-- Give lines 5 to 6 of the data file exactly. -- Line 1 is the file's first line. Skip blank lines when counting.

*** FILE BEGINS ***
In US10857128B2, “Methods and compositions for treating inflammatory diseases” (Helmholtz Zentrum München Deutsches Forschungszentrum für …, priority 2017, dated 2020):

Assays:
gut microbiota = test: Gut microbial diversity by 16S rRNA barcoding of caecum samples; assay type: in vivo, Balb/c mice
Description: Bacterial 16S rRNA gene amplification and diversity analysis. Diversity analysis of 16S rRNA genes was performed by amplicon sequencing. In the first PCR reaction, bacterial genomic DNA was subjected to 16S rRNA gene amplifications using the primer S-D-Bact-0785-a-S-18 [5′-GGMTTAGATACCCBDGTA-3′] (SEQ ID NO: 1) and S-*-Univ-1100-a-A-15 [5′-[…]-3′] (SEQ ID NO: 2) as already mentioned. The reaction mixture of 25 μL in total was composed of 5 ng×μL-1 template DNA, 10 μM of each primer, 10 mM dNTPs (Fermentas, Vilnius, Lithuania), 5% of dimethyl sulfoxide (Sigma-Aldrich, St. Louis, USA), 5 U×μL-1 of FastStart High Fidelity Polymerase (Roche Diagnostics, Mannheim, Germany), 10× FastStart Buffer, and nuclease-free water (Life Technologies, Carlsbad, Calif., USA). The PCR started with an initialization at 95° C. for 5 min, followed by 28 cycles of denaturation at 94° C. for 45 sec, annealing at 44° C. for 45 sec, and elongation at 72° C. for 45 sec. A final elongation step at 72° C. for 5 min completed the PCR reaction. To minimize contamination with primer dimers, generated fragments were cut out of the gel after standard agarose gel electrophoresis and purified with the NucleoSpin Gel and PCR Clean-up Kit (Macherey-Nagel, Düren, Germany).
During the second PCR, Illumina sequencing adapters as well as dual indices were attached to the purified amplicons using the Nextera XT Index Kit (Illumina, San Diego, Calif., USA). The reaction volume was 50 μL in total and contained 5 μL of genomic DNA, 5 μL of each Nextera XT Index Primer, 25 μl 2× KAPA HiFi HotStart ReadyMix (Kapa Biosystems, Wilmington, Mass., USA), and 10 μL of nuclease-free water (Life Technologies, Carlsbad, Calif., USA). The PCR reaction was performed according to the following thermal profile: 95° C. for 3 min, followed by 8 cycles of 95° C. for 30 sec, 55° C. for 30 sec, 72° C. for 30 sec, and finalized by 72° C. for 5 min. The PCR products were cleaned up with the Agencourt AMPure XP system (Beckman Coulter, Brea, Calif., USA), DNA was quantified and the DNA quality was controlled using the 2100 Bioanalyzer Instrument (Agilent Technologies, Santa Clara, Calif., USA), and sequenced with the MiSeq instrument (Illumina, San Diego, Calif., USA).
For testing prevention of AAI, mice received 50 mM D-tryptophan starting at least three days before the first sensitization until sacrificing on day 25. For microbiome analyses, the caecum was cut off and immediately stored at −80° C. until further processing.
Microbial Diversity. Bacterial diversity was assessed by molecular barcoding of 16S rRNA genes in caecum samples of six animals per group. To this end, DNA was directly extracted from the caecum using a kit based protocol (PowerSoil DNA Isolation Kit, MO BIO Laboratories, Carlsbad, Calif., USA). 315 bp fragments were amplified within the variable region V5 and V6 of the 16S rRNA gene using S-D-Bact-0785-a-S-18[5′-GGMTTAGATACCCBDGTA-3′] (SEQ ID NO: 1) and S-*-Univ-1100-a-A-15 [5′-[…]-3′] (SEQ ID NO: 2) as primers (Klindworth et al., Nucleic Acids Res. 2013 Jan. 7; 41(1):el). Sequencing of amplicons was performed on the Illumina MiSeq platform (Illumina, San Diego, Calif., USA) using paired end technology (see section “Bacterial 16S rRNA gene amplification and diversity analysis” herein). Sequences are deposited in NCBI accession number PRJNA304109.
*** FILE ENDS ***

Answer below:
During the second PCR, Illumina sequencing adapters as well as dual indices were attached to the purified amplicons using the Nextera XT Index Kit (Illumina, San Diego, Calif., USA). The reaction volume was 50 μL in total and contained 5 μL of genomic DNA, 5 μL of each Nextera XT Index Primer, 25 μl 2× KAPA HiFi HotStart ReadyMix (Kapa Biosystems, Wilmington, Mass., USA), and 10 μL of nuclease-free water (Life Technologies, Carlsbad, Calif., USA). The PCR reaction was performed according to the following thermal profile: 95° C. for 3 min, followed by 8 cycles of 95° C. for 30 sec, 55° C. for 30 sec, 72° C. for 30 sec, and finalized by 72° C. for 5 min. The PCR products were cleaned up with the Agencourt AMPure XP system (Beckman Coulter, Brea, Calif., USA), DNA was quantified and the DNA quality was controlled using the 2100 Bioanalyzer Instrument (Agilent Technologies, Santa Clara, Calif., USA), and sequenced with the MiSeq instrument (Illumina, San Diego, Calif., USA).
For testing prevention of AAI, mice received 50 mM D-tryptophan starting at least three days before the first sensitization until sacrificing on day 25. For microbiome analyses, the caecum was cut off and immediately stored at −80° C. until further processing.